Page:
Given the increasingly challenging financing environment for global health, PPPR financing going forward must be integrated into existing health systems and disease control interventions to maximize efficiency and sustainability.

Uniquely positioned to do such integrated financing and strengthening of PPPR capacity effectively, we are the logical partner of choice. Integrating PPPR capacity-building within our existing health systems/disease interventions is cost-effective and yields greater efficiency. In addition, our two decades of cultivating strong relationships and trust not only with governments but also with communities and civil society means that we are able reach the most affected populations all the way to the last mile, leaving no one behind.

The Global Fund strongly advocates for health equity to remain at the center of the Pandemic Agreement. Health equity is not only the right choice, but it is also the safest – in fact, the only – way to protect all of us from future pandemics. Until everyone has equitable access to lifesaving health tools and services, diseases will continue to spread beyond borders and develop resistance to the tools we use to fight them.

We also call for the meaningful engagement of all stakeholders, including civil society partners, in the negotiation process and operationalization of the Pandemic Agreement. Inclusive governance is embedded within our model of operating. The Global Fund follows a country-owned and country-led approach, and we ensure that representatives of all sectors involved in the response to diseases are engaged in the grant decision-making process, including, and mostly led by, governments, with academic institutions, civil society, faith-based organizations, multilateral and bilateral agencies, nongovernmental organizations, people living with the diseases, the private sector and technical agencies.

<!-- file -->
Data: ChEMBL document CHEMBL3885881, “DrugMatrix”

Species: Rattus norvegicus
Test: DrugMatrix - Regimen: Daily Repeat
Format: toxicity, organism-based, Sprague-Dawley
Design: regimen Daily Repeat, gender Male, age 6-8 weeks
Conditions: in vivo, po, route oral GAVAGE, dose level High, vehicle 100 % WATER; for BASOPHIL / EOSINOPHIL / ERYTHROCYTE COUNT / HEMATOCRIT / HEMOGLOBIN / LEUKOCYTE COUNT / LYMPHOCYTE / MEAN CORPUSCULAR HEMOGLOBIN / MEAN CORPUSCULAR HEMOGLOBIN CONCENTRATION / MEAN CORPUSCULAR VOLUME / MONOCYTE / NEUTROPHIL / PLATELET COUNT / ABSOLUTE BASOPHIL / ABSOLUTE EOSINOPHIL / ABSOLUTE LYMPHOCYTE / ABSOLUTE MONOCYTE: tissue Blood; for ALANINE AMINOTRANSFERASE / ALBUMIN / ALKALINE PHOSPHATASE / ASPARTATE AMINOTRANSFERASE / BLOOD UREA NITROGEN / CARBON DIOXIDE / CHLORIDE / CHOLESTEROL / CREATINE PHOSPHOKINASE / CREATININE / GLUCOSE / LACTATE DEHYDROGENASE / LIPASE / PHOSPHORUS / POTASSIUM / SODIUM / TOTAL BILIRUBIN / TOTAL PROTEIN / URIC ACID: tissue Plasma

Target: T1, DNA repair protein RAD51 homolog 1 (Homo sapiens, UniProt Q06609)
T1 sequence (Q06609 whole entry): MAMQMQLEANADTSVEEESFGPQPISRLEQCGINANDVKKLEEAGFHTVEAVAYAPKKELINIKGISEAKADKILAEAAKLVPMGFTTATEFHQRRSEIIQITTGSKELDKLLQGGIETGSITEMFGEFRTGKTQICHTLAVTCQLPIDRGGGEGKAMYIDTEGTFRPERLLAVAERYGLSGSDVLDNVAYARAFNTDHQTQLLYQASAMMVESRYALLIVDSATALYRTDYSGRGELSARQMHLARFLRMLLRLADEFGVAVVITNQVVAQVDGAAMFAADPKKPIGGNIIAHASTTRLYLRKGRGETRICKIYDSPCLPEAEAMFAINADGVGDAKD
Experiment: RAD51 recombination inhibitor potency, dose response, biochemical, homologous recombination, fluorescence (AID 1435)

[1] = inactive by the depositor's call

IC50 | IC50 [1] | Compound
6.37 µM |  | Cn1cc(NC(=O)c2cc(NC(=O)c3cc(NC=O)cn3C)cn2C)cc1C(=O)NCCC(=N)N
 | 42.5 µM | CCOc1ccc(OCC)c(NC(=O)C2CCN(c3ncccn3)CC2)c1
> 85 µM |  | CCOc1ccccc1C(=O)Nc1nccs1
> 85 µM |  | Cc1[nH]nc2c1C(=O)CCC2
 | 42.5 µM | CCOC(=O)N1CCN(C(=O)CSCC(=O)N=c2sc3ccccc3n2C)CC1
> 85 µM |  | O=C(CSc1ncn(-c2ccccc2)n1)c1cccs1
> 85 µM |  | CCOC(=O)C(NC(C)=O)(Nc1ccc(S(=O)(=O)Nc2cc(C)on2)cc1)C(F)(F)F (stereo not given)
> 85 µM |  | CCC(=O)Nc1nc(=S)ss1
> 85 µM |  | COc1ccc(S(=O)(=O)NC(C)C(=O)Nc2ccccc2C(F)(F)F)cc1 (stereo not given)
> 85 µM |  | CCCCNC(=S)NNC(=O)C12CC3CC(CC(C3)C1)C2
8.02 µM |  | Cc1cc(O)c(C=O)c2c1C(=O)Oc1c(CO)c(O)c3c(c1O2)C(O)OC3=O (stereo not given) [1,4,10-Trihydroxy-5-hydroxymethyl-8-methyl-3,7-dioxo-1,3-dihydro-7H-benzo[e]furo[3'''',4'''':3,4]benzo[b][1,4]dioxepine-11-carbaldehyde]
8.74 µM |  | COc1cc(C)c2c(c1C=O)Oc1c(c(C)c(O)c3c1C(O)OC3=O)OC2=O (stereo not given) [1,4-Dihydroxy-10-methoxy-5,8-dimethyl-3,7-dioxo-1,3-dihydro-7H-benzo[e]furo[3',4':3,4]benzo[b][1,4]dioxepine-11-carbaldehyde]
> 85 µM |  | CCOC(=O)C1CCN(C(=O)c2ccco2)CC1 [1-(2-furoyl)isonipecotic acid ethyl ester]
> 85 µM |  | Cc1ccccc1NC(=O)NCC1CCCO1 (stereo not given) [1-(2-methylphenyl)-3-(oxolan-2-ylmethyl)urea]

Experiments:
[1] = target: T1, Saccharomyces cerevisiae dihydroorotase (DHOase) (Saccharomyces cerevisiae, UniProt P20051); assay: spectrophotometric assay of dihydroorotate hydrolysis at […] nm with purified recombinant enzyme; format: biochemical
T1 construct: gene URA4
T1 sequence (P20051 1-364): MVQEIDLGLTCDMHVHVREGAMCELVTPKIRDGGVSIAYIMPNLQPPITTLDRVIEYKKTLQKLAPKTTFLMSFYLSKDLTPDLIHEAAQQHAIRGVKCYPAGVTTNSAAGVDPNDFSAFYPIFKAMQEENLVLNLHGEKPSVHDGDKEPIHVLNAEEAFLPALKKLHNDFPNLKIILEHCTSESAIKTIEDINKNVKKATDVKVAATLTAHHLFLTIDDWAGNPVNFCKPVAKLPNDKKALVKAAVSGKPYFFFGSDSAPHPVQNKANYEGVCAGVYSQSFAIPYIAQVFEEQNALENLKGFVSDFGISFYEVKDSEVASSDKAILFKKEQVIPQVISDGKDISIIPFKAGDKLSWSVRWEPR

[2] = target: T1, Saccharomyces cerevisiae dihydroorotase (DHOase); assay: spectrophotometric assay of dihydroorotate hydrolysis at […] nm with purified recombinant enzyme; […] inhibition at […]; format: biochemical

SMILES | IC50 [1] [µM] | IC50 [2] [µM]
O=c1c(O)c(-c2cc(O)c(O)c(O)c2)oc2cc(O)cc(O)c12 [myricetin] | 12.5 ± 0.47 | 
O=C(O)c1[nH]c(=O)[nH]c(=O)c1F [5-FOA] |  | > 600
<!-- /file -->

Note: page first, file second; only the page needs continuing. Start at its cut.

The Global Fund welcomes the proposal in Article 20 of a Coordinating Financial Mechanism to support the implementation of both the WHO Pandemic Agreement and the International Health Regulations, and we are ready to engage and contribute with our 22-year experience in supporting low- and middle-income countries to fight infectious diseases.